How To Safely Hold A Summer Garage Sale During The COVID-19 Pandemic
Garage, yard, and stoop sales are almost an unofficial tradition during summertime. It usually kicks-off during Memorial Day weekend and goes on 'til the fall season peeps in. Aside from earning some extra cash for your unwanted stuff (that are still fit to use!), organizing a garage sale also helps you make room for things that you love, plus it saves you time on cleaning up annoying clutter around the house EVERY SINGLE DAY.
But how does one host a yard sale amidst the pandemic? In this age of social distancing, you might think it's almost close to IMPOSSIBLE to hold a garage sale that people will go to, with everyone fearing the thought of becoming infected with COVID-19. But, with the proper guidelines and some simple tips, you might just be able to organize a SAFE summer garage sale this year-- here are our top recommendations:
Sort and Organize Your Items
When preparing your for-sale items, always make sure that you sort everything by their designated categories (e.g., kitchenware, clothes, baby toys). Organizing by category will keep your attendees from walking back and forth around the area and minimize contact with other customers. It will also help you keep track of your items more effectively, too!
Set Some Rules and Guidelines Beforehand
If you're planning on setting up a neighborhood garage sale, it may be best to set some rules and guidelines a few days before the actual date. Remind them to bring their masks, alcohols, gloves, etc., to the yard sale via email, or post it on the venue where everyone can see (preferably at the entrance, which is helpful for passers-by).
Choose An Open Space For Your Yard Sale
Choose an open space to hold your yard sale and avoid enclosed areas like your actual garage. If you don't have enough space outside your house to accommodate a group of people, seek permission to use the neighborhood park or any open area around the community.
Establish A Crowd Control System
No man is an island, as they say, and this holds true, even in organizing a yard sale! Ask your partner or a few close friends to help out, and put designated persons at each table to keep an eye on the attendees ( and to make sure their practicing social distancing!) Do a headcount to avoid overcrowding. A good crowd control system at your garage sale will keep everything light and easy, and most of all, a LOT more organized.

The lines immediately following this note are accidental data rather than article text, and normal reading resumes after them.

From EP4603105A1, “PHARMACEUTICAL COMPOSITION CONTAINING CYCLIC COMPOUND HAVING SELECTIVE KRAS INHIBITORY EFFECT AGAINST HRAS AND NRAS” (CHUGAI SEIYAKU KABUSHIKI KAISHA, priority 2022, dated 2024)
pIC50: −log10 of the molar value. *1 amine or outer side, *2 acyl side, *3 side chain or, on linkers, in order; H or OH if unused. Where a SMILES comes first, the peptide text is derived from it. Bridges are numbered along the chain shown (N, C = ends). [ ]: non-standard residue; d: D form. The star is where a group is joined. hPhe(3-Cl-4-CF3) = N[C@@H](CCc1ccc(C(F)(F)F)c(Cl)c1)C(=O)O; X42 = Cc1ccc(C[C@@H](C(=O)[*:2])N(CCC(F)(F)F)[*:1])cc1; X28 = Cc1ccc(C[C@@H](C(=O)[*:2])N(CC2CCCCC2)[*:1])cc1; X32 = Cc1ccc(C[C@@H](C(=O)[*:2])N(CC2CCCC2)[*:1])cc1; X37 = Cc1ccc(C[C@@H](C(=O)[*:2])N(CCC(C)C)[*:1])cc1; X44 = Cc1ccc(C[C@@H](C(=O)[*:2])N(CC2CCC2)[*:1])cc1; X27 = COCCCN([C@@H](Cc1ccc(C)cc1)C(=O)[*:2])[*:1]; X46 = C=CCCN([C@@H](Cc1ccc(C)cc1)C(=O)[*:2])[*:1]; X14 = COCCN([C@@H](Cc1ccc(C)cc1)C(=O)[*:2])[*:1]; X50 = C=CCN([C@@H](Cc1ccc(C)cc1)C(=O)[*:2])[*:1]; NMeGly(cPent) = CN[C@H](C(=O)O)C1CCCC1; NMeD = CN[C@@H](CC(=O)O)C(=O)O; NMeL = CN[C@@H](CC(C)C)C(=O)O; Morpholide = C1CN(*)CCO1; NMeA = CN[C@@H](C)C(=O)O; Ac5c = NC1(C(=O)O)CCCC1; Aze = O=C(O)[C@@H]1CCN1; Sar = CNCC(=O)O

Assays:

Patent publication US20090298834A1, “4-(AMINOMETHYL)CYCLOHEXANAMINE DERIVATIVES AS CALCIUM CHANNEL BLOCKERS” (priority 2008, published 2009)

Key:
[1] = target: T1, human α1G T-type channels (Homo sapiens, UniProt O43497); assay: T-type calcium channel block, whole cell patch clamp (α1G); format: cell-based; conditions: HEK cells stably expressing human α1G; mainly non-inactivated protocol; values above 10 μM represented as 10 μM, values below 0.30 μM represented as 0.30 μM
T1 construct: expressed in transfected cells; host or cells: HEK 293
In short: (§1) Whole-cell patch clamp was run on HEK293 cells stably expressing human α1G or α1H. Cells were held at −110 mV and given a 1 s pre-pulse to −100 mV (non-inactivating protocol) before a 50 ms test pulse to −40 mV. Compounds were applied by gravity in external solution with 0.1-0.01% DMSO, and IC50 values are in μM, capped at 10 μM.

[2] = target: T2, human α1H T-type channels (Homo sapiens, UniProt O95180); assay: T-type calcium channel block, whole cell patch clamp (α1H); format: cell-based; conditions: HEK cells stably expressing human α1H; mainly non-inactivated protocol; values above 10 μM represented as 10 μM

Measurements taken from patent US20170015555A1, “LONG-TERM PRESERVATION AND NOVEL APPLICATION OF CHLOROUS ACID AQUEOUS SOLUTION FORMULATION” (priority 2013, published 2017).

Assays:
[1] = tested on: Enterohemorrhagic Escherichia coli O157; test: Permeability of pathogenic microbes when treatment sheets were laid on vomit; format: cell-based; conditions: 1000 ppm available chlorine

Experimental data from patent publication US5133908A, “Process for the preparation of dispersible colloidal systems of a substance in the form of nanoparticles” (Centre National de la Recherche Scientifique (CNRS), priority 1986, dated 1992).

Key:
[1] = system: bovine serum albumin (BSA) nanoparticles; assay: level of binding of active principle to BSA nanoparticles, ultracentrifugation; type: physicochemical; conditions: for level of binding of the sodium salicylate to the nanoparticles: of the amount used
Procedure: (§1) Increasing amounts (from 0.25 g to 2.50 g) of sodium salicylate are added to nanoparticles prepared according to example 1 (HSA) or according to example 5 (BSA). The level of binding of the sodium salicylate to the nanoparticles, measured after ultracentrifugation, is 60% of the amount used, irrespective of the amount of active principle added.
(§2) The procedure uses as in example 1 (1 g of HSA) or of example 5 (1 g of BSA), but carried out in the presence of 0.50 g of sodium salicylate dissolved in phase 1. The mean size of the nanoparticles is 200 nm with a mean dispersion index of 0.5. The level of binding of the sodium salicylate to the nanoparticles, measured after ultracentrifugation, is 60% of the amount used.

Proper Distancing of Tables and Chairs
As a part of the current coronavirus protocol, make sure that your tables and chairs are at least six feet apart, to practice social distancing, and create more space for your attendees. You can also consider displaying your items on the tables instead of putting them in boxes so that customers will be able to see your stuff better and keep them from rummaging through the whole lot.
Alcohols and Sanitizers
Place alcohol and sanitizers strategically around the whole venue. It will help remind your customers to spray some disinfectant before touching any item.
Prepare An Attendees List
Have an attendance list on hand and ask your customers to log their names and contact numbers (just like in open houses) before entering the premises. By doing so, you'll have something to refer to for contact-tracing, in case anyone gets infected during your garage sale (we sincerely hope not!).
Have Some Extra Masks On-Hand
Everyone loves going to yard sales, and we can't avoid passers-by from coming in and checking out the goods. Keep extra masks on-hand to give out to people who do not have any and keep other customers (and yourself!) safe from droplets and viruses.
Disinfect Your Items Throughout The Day
Don't forget to wipe, wipe, wipe! If you're planning on keeping your yard sale open for a few hours, make sure to have a cloth and some disinfectant spray on hand. You'll need to wipe and disinfect your items throughout the day, for lesser chances of catching the COVID-19 virus and sanitary purposes, too!
Money is truly one of the dirtiest things out there, and it's ideal to have payment transactions as contactless as possible. Use payment applications if available and only take an exact change for cash transactions to limit the back and forth interactions. Also, customers and organizers should wash hands or sanitize after handling any sort of payment method to be safe.